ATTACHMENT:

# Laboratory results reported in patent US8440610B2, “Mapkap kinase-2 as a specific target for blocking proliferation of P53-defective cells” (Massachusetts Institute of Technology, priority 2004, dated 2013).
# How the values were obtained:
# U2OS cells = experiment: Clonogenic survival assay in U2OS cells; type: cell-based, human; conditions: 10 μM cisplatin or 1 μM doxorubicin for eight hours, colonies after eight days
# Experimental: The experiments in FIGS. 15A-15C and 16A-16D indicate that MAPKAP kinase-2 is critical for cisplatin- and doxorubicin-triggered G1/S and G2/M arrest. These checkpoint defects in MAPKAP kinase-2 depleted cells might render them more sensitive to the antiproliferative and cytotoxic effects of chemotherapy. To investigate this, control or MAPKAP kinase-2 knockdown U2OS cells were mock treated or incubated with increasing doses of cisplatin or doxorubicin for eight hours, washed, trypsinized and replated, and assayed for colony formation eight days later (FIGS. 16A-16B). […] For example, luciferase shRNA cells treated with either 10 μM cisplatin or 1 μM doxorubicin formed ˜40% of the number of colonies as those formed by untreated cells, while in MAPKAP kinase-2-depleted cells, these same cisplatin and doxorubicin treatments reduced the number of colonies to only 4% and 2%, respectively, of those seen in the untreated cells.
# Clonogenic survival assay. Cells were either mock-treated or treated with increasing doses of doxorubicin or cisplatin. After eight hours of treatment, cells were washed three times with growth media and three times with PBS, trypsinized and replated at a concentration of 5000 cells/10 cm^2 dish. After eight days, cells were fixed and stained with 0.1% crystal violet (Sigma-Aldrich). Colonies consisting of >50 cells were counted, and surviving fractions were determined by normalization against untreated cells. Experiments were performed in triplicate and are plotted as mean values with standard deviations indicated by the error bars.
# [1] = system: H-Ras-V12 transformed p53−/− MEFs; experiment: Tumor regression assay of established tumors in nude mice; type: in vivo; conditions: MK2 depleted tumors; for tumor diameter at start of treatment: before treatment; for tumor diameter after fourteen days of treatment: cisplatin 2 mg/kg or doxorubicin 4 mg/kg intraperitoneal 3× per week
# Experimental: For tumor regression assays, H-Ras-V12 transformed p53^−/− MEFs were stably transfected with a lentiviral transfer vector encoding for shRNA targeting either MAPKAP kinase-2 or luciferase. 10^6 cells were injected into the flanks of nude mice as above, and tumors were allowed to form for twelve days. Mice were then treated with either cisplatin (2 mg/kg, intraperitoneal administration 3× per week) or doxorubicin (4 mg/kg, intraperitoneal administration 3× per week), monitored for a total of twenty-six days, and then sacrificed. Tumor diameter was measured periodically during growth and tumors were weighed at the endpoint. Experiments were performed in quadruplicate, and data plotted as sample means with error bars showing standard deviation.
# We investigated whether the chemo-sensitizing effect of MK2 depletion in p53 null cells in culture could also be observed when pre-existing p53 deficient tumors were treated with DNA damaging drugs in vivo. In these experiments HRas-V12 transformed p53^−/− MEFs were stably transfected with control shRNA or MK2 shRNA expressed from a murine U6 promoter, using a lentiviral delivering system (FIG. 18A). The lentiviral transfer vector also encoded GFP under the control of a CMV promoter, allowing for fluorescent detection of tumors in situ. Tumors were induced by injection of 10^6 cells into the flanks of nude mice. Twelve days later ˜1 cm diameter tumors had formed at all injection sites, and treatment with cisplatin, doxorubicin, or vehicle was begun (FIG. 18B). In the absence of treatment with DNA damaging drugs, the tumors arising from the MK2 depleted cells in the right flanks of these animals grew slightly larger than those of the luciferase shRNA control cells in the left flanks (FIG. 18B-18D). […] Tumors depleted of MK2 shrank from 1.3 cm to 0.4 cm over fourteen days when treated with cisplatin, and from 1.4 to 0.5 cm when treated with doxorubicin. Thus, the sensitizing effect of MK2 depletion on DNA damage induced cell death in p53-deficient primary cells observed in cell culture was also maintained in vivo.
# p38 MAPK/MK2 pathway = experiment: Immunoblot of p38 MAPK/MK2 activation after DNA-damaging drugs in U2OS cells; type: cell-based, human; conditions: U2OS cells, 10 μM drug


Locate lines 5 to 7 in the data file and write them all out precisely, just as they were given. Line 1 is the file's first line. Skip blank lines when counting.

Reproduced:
# Clonogenic survival assay. Cells were either mock-treated or treated with increasing doses of doxorubicin or cisplatin. After eight hours of treatment, cells were washed three times with growth media and three times with PBS, trypsinized and replated at a concentration of 5000 cells/10 cm^2 dish. After eight days, cells were fixed and stained with 0.1% crystal violet (Sigma-Aldrich). Colonies consisting of >50 cells were counted, and surviving fractions were determined by normalization against untreated cells. Experiments were performed in triplicate and are plotted as mean values with standard deviations indicated by the error bars.
# [1] = system: H-Ras-V12 transformed p53−/− MEFs; experiment: Tumor regression assay of established tumors in nude mice; type: in vivo; conditions: MK2 depleted tumors; for tumor diameter at start of treatment: before treatment; for tumor diameter after fourteen days of treatment: cisplatin 2 mg/kg or doxorubicin 4 mg/kg intraperitoneal 3× per week
# Experimental: For tumor regression assays, H-Ras-V12 transformed p53^−/− MEFs were stably transfected with a lentiviral transfer vector encoding for shRNA targeting either MAPKAP kinase-2 or luciferase. 10^6 cells were injected into the flanks of nude mice as above, and tumors were allowed to form for twelve days. Mice were then treated with either cisplatin (2 mg/kg, intraperitoneal administration 3× per week) or doxorubicin (4 mg/kg, intraperitoneal administration 3× per week), monitored for a total of twenty-six days, and then sacrificed. Tumor diameter was measured periodically during growth and tumors were weighed at the endpoint. Experiments were performed in quadruplicate, and data plotted as sample means with error bars showing standard deviation.